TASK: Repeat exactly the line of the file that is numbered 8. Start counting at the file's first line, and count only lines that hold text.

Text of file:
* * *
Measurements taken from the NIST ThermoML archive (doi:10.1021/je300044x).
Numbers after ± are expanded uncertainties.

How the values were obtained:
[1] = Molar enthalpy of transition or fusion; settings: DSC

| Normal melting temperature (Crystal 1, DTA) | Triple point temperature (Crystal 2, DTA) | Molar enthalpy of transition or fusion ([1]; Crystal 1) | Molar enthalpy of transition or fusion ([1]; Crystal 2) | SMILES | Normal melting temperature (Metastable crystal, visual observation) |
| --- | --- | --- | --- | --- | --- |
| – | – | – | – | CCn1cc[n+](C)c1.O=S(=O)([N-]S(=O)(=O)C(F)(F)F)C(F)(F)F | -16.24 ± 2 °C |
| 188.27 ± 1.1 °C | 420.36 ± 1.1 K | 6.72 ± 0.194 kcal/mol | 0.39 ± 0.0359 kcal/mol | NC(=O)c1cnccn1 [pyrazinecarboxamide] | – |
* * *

| 188.27 ± 1.1 °C | 420.36 ± 1.1 K | 6.72 ± 0.194 kcal/mol | 0.39 ± 0.0359 kcal/mol | NC(=O)c1cnccn1 [pyrazinecarboxamide] | – |